What Really Are The Right Settings?

ptvredwings

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So I definitely understand what each setting is and the matter of counterbalancing them with each other to create a good looking image. But I have learned a large part of my photography from doing lowlight with fairly limited gear. I had always gone straight for lowering my aperture to 2.8 or 1.8, and typically doing concerts also have to increase my shutter for the motion and then figure out an ISO that's not too high for it. Obviously anything can be done for artistic purposes but with doing more daylight shoots and able to have more light source what typically would a portrait be set at? I've been told that you shouldn't increase the shutter too high, your aperture shouldn't be as low to retain a sharper image so what would you guys suggest?
 

Derrel

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You are opening up your aperture to f/1.8 or to f/2.8. Opening up the aperture means using a large-sized hole (apoerture) to admit light; thise larger holes are the low numbers, like f/1.8 or f/2, or f/2.8, so the correct term is opening up the lens. The larger-sized apertures are low in numerical value, like f/1.2, a very LARGE aperture, or f/1.4 or f/1.8. Small apertures are the apertures like f/8, or f/11, or f/16, which are tiny little holes, but which have high numerical values. Setting a small aperture is called stopping down the lens.

There really are NO specific "ideal" setttings for any situation; settings depend on the desired pictorial or creative effect; for example, if you want to show a guitarist's hand movements as a blurred hand, slow shutter speeds like 1/20 second or slower might be used. Same with drummers and stick movement: slower speeds like 1/90 second or 1/80 or 1/60 second will show some movement of the drumskin ends of the drumsticks, but the hands holding them will be mostly sharply-rendered.

ISO level can be set to AUTO ISO, and in Manual camera mode, the photographer can establish the desired/needed f/stop value (let's say f/4) and the deisred/needed shutter speed (let's say 1/125 second) and the camera will automatically adjust the ISO lvele upwardly or downwardly, to get the "right exposure" for the settings of 1/125 and f/4. ISO level used depends on the camera to a high degree, but also personal preference.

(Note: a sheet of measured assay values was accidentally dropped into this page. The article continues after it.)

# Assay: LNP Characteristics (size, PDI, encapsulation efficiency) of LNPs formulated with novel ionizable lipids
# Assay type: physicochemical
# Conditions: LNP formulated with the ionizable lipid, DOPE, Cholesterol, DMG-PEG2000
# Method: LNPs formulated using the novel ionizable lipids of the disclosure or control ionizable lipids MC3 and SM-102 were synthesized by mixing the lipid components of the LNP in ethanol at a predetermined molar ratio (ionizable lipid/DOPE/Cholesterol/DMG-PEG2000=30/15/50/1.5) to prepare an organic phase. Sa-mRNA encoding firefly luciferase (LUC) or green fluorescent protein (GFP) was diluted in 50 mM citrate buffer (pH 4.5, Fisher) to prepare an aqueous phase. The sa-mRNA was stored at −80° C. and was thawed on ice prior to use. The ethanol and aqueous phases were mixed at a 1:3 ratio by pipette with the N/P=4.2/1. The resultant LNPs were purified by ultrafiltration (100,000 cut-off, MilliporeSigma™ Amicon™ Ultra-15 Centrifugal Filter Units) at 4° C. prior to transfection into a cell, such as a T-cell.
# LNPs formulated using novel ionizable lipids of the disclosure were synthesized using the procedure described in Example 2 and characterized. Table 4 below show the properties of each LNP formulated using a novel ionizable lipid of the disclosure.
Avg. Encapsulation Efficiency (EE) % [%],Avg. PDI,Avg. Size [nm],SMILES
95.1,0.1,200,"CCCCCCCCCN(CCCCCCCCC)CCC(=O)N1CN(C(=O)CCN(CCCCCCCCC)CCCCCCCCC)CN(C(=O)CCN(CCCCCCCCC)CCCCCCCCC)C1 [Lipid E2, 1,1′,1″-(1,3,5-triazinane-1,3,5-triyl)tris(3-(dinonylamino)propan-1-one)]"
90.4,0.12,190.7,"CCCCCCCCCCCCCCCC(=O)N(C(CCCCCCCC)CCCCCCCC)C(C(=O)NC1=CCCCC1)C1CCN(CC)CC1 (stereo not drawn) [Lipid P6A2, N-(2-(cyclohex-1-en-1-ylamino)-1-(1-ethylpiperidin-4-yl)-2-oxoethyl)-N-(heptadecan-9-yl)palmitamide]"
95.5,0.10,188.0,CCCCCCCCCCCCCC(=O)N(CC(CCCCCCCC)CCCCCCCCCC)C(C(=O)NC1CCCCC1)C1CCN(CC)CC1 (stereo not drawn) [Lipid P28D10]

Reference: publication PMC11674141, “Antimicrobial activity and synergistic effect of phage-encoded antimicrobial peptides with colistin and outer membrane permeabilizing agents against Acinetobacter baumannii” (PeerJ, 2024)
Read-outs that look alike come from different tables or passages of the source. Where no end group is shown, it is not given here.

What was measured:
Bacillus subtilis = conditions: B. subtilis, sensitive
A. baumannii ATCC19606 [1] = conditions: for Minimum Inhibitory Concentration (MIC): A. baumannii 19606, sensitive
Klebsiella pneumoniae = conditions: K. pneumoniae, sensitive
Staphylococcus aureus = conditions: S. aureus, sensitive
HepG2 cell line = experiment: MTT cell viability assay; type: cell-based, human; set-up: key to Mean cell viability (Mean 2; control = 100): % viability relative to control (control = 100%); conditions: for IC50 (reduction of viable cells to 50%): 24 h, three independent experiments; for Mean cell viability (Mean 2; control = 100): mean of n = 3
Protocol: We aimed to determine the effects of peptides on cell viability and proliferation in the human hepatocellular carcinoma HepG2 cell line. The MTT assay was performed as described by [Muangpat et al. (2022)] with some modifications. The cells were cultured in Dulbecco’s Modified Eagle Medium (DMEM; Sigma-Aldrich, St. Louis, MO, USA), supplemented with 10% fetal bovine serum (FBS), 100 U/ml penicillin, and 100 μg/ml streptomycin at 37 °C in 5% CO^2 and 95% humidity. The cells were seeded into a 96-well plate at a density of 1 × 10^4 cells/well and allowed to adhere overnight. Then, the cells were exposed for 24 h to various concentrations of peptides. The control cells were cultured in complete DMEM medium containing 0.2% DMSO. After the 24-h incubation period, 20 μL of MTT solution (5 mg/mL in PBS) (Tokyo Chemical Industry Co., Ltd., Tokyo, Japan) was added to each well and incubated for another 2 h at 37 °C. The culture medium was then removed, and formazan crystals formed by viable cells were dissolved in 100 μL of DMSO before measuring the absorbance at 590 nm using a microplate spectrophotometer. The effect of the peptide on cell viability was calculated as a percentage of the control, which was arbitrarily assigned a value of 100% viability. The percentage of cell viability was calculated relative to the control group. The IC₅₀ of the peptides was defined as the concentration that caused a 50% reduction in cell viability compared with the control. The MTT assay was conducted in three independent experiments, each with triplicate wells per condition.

In general, with longer lenses (80mm,90mm,100mm,135mm uop to 200mm) shutter speeds of 1/100 second or faster are best for motion-stopping and limited camera shake and minimal blurring due to long lens lengths magnifying the image. With SHORT lenses...like 50mm and under, shutter speeds can be dropped lower,like into the 1/60 to 1/20 second range, with minimal blurring of subject movement due to the short lens having LOW magnification of moving objects.

On an overall stage shot, say one done with an 18mm lens from the wings....it might be possible to go as slow as 1/8 second, and make a decent frame of mostly-still people. A tight close-upo shot, say an at-the-microphone shot of a gyrating singer shot with a 200mm lens, that tight of a shot might easily require 1/160 second to get a crisp, non-blurred shot.

Again, there really are no "magic" nor any "ideal" settings, just as there really are no "magic" lyrics and no magical, one-size-fits-all singing method.
 

480sparky

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SoulfulRecover

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Completely subjective.

With my DSLR, I shoot at f/2.8 almost all the time. Any lower, I typically miss my focus. Shutter speed depends on available light, focal length of the lens I am using or if Im shooting with a strobe. ISO; 50, 100 or 400. Maybe 800 but honestly I don't think I ever need to go that high.

Edit: I guess the correct answer would be: buy a light meter or learn how to use the meter built into your camera. From there learn how to compensate your exposure for changes amongst the ISO, Aperture and Shutter Speed.
 

dennybeall

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You will get a feel for what settings to use after shooting a lot but even then your eyes will fool you and you will have to go to the light meter to get the best settings. One time you're outside and set 450 @f11 and that's correct. The next day, or an hour later, and your eyes say the light is the same and it will need 200 @ f8 to get a proper exposure.
 

Designer

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I've been told that you shouldn't increase the shutter too high, your aperture shouldn't be as low to retain a sharper image so what would you guys suggest?
Frankly, those are some very strange admonitions! Are you sure you heard that correctly?